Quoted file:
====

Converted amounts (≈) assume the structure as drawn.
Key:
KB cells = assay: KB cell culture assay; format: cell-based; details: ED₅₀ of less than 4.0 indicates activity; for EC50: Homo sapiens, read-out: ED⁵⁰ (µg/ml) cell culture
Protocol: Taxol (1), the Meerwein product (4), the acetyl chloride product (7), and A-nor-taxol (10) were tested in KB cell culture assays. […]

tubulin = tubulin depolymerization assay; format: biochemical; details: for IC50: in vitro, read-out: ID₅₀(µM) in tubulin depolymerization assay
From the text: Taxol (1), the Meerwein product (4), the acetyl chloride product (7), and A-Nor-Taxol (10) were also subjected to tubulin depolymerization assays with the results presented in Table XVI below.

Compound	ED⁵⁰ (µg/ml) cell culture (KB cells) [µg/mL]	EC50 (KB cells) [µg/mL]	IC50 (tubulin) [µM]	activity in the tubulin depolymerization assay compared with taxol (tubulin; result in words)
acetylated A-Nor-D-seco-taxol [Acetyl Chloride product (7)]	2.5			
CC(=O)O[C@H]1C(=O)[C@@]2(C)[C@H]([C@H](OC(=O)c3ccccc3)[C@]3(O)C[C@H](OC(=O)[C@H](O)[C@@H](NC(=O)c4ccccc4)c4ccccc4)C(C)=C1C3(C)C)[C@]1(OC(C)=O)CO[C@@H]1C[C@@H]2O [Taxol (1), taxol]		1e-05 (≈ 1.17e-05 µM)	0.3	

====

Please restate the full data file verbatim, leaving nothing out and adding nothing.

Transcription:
Converted amounts (≈) assume the structure as drawn.
Key:
KB cells = assay: KB cell culture assay; format: cell-based; details: ED₅₀ of less than 4.0 indicates activity; for EC50: Homo sapiens, read-out: ED⁵⁰ (µg/ml) cell culture
Protocol: Taxol (1), the Meerwein product (4), the acetyl chloride product (7), and A-nor-taxol (10) were tested in KB cell culture assays. […]

tubulin = tubulin depolymerization assay; format: biochemical; details: for IC50: in vitro, read-out: ID₅₀(µM) in tubulin depolymerization assay
From the text: Taxol (1), the Meerwein product (4), the acetyl chloride product (7), and A-Nor-Taxol (10) were also subjected to tubulin depolymerization assays with the results presented in Table XVI below.

Compound	ED⁵⁰ (µg/ml) cell culture (KB cells) [µg/mL]	EC50 (KB cells) [µg/mL]	IC50 (tubulin) [µM]	activity in the tubulin depolymerization assay compared with taxol (tubulin; result in words)
acetylated A-Nor-D-seco-taxol [Acetyl Chloride product (7)]	2.5			
CC(=O)O[C@H]1C(=O)[C@@]2(C)[C@H]([C@H](OC(=O)c3ccccc3)[C@]3(O)C[C@H](OC(=O)[C@H](O)[C@@H](NC(=O)c4ccccc4)c4ccccc4)C(C)=C1C3(C)C)[C@]1(OC(C)=O)CO[C@@H]1C[C@@H]2O [Taxol (1), taxol]		1e-05 (≈ 1.17e-05 µM)	0.3	